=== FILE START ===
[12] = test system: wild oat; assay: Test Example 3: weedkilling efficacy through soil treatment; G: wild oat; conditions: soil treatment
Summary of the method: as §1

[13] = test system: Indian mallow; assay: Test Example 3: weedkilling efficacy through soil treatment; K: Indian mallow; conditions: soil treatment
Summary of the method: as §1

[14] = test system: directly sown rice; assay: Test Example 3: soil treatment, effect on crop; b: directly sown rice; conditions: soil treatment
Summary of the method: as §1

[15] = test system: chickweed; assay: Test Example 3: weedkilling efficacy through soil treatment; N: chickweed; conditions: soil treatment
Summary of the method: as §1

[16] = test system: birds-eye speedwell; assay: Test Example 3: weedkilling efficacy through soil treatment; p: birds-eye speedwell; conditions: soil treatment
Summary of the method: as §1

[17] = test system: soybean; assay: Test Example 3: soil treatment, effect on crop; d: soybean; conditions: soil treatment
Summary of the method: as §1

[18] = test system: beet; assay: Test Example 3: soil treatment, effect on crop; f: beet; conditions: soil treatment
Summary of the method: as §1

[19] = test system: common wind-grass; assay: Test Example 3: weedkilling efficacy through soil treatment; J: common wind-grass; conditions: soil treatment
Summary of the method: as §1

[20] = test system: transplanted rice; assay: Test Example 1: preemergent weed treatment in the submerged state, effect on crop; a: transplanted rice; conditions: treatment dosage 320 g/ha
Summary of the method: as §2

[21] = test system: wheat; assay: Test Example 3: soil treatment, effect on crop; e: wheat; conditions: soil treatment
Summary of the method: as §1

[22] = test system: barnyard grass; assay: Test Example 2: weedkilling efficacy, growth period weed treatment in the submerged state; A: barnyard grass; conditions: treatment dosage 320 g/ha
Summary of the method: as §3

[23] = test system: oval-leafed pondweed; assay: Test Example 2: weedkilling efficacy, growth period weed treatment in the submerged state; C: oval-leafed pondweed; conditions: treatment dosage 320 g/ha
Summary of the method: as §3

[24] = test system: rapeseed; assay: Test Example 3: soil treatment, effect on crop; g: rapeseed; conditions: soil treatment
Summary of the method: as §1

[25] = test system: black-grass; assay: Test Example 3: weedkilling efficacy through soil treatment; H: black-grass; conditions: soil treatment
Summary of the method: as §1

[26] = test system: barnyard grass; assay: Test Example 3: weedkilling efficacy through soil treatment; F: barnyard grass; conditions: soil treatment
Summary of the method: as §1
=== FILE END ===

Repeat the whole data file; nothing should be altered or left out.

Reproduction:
[12] = test system: wild oat; assay: Test Example 3: weedkilling efficacy through soil treatment; G: wild oat; conditions: soil treatment
Summary of the method: as §1

[13] = test system: Indian mallow; assay: Test Example 3: weedkilling efficacy through soil treatment; K: Indian mallow; conditions: soil treatment
Summary of the method: as §1

[14] = test system: directly sown rice; assay: Test Example 3: soil treatment, effect on crop; b: directly sown rice; conditions: soil treatment
Summary of the method: as §1

[15] = test system: chickweed; assay: Test Example 3: weedkilling efficacy through soil treatment; N: chickweed; conditions: soil treatment
Summary of the method: as §1

[16] = test system: birds-eye speedwell; assay: Test Example 3: weedkilling efficacy through soil treatment; p: birds-eye speedwell; conditions: soil treatment
Summary of the method: as §1

[17] = test system: soybean; assay: Test Example 3: soil treatment, effect on crop; d: soybean; conditions: soil treatment
Summary of the method: as §1

[18] = test system: beet; assay: Test Example 3: soil treatment, effect on crop; f: beet; conditions: soil treatment
Summary of the method: as §1

[19] = test system: common wind-grass; assay: Test Example 3: weedkilling efficacy through soil treatment; J: common wind-grass; conditions: soil treatment
Summary of the method: as §1

[20] = test system: transplanted rice; assay: Test Example 1: preemergent weed treatment in the submerged state, effect on crop; a: transplanted rice; conditions: treatment dosage 320 g/ha
Summary of the method: as §2

[21] = test system: wheat; assay: Test Example 3: soil treatment, effect on crop; e: wheat; conditions: soil treatment
Summary of the method: as §1

[22] = test system: barnyard grass; assay: Test Example 2: weedkilling efficacy, growth period weed treatment in the submerged state; A: barnyard grass; conditions: treatment dosage 320 g/ha
Summary of the method: as §3

[23] = test system: oval-leafed pondweed; assay: Test Example 2: weedkilling efficacy, growth period weed treatment in the submerged state; C: oval-leafed pondweed; conditions: treatment dosage 320 g/ha
Summary of the method: as §3

[24] = test system: rapeseed; assay: Test Example 3: soil treatment, effect on crop; g: rapeseed; conditions: soil treatment
Summary of the method: as §1

[25] = test system: black-grass; assay: Test Example 3: weedkilling efficacy through soil treatment; H: black-grass; conditions: soil treatment
Summary of the method: as §1

[26] = test system: barnyard grass; assay: Test Example 3: weedkilling efficacy through soil treatment; F: barnyard grass; conditions: soil treatment
Summary of the method: as §1